Augmented reality is dead. Long live augmented reality.
It has long been predicted by some within the augmented reality community that AR will succeed when people stop calling it “augmented reality.” By that measure, things are looking up. The last six months has seen a rapid increase in the amount of AR visualization technology entering the mainstream conversation, yet almost no one is calling it “AR.”
Take, for example, the HoloLens, the impressive new AR headset recently announced by Microsoft. The concept video for the device is chock full of use cases that we’ve seen before, such as virtual 3D modeling (Iron Man, Meta), TV broadcasts floating in midair (Sight), interactive displays projected onto walls (every AR video ever), and virtual games projected onto tabletops (Meta). These are not yet everyday experiences for lots of people (although some applications do exist), and different providers do them differently, but the concepts are by now so familiar to AR developers and thought leaders as to be tropes within the industry. Nevertheless, you won’t hear the word “augmented” once in the HoloLens video. Instead, these augmented displays are called “holograms.”
Micosoft’s FAQ has anticipated your question “How is this different from existing AR and VR technologies?”, and has this response:
Holographic computing experiences with Microsoft HoloLens are different from existing experiences, such as augmented reality (AR) and virtual reality (VR). With AR, the user sees a layer or screen of data that overlays the real world. While this data can be contextual to the user’s location, or where the device’s camera is pointed, it is not the same as being able to see holographic objects pinned, or anchored, to specific physical locations or objects in the real world. … Holographic experiences on Windows are about delivering a mixed reality that lets you enjoy your digital life while staying more connected to the world around you–transforming the ways you create, connect, and explore.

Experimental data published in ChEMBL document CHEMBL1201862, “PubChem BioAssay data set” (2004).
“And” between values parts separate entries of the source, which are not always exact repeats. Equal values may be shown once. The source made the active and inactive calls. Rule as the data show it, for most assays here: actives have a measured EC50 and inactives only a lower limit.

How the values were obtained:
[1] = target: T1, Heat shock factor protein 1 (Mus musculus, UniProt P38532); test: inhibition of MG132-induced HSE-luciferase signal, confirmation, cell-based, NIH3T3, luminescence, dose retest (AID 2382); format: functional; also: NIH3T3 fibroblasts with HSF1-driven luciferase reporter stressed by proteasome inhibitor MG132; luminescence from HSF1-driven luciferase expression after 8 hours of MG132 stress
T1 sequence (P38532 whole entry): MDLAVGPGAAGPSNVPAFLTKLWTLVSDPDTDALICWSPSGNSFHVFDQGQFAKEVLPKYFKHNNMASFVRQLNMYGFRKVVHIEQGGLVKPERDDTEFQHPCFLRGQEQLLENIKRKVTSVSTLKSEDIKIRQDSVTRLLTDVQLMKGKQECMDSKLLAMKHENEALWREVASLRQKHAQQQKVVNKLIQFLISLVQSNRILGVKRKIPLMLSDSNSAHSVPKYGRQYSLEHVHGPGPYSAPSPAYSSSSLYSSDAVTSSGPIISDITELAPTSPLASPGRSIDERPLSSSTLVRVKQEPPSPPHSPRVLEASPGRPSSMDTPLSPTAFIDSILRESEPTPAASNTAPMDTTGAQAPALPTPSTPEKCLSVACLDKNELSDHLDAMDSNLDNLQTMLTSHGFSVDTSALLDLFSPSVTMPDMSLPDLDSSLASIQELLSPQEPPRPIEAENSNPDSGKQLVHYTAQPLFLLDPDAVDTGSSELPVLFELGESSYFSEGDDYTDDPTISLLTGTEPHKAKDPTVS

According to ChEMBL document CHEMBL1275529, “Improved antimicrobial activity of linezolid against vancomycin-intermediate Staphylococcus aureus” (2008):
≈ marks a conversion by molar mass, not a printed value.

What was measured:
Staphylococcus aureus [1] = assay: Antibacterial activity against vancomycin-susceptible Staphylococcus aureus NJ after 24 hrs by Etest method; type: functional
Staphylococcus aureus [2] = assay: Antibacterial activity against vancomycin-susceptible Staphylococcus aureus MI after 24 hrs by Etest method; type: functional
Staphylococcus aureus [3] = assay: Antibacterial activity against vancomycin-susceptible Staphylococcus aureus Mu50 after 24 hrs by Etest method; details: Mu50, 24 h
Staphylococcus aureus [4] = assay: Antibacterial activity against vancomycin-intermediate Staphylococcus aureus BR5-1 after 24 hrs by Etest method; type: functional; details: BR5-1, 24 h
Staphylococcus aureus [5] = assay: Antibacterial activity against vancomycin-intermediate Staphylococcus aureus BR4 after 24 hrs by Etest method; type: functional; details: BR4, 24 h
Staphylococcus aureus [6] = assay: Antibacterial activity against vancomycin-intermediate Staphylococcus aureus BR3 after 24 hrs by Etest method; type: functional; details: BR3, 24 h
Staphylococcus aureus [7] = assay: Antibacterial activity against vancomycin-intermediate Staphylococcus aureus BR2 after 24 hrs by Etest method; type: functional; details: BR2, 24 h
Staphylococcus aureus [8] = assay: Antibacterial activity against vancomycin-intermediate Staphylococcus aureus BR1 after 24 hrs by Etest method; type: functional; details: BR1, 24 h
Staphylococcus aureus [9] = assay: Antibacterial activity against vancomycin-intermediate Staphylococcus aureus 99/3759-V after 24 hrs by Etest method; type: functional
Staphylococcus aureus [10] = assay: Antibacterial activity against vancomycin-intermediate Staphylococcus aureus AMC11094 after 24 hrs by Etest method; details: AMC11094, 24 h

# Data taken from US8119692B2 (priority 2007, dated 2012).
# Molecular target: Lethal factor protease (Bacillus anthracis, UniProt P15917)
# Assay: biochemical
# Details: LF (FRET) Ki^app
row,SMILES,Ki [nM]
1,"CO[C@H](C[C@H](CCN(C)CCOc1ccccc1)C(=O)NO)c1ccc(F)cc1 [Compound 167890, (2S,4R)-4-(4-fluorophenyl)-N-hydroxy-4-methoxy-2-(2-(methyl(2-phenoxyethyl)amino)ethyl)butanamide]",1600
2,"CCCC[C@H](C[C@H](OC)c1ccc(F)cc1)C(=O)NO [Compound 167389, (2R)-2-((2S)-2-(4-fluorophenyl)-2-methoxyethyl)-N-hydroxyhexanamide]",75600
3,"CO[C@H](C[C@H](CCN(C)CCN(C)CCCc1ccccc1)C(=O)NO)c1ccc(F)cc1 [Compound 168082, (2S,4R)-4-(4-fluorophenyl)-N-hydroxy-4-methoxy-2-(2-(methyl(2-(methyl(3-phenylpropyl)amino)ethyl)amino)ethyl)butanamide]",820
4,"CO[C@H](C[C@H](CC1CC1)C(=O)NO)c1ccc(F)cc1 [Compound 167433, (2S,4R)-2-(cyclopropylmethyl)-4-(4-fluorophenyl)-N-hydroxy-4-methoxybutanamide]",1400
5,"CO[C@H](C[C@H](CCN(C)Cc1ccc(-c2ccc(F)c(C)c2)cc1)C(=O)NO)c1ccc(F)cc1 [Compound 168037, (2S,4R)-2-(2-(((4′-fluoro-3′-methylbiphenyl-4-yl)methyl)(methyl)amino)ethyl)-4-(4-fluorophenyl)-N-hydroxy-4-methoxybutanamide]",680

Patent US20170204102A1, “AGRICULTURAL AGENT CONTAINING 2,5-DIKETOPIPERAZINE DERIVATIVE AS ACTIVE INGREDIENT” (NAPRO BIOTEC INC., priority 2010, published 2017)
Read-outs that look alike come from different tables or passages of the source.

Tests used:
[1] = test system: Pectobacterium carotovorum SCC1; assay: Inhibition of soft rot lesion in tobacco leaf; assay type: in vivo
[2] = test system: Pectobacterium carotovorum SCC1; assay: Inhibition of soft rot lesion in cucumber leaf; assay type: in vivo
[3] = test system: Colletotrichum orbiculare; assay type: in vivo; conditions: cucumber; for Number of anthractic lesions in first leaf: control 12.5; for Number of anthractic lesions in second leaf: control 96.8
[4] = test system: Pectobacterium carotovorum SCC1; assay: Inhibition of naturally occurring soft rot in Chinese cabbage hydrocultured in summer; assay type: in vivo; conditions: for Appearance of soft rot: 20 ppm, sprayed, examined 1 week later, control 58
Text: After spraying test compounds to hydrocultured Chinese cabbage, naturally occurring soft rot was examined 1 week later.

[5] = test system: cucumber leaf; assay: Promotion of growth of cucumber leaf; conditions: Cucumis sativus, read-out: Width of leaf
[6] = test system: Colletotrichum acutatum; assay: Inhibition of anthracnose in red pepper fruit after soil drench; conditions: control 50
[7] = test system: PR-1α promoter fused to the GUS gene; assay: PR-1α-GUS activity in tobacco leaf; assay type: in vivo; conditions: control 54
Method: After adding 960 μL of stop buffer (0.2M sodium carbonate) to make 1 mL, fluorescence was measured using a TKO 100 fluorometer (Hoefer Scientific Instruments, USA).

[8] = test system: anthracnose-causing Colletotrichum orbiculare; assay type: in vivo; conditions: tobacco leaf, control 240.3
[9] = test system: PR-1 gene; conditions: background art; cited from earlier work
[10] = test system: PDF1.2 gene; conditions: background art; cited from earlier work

So Microsoft has boiled the term “AR” down to a Google Glass-type “overlay,” and distinguished its technology by virtue of its contextual interaction with physical surroundings. Of course, there have always been those who argued that this sort of interactivity was critical to the definition of “AR,” and that anything less was merely a heads-up display. One of my first blog posts, more than four years ago, was on this topic. Now that definitional debate is coming home to roost.
On Oculus Rift and pretty much every other virtual and augmented reality experience, what the viewer sees is flat and floating in space at a set distance. What Magic Leap purports to do is make you think you’re seeing a real 3-D object on top of the real world.
“Those are old terms — virtual reality, augmented reality. They have legacy behind them. They are associated with things that didn’t necessarily deliver on a promise or live up to expectations,” Abovitz told the South Florida Business Journal earlier this year. “We have the term ‘cinematic reality’ because we are disassociated with those things.”
The takeaway is the same: “AR” is flat, old, and busted. We’re the new hotness.
As much as anything else, these are marketing techniques–a way to rekindle excitement for prospective solutions that are legitimately exciting, but that others in the past have failed to deliver. As such, terms like “holographic computing” and “cinematic reality” are an indictment of the AR industry’s inability to deliver on the promises it has been making for several years now. As one commentator put it, AR has “been the Next Big Thing for a while now, although it never manages to become the Actual Current Big Thing.” And he said that back in 2011. People can only tolerate high hopes for so long before they become disappointments.
And there are intellectual property concerns at work as well. No one can trademark the descriptive term “high-definition television display,” but “4K” and “Blu-Ray” are a different story. Far be it from me to opine in a blog post on which AR-related terms will merit trademark protection and which are merely descriptions of the technology being used. But even those terms that don’t get registered as trademarks can be useful in shaping the conversation about the technology and getting the public comfortable with adopting it.
As any true enthusiast of augmented reality must admit, however, it’s a positive development for the industry that AR providers are coining their own terminology. If companies like these are going to invest significant resources into augmenting our realities–as we want them to–we should expect them to find a way to brand their particular way of doing it. Which brand names survive remains to be seen, but the fact that companies see it as worth the effort to try is encouraging.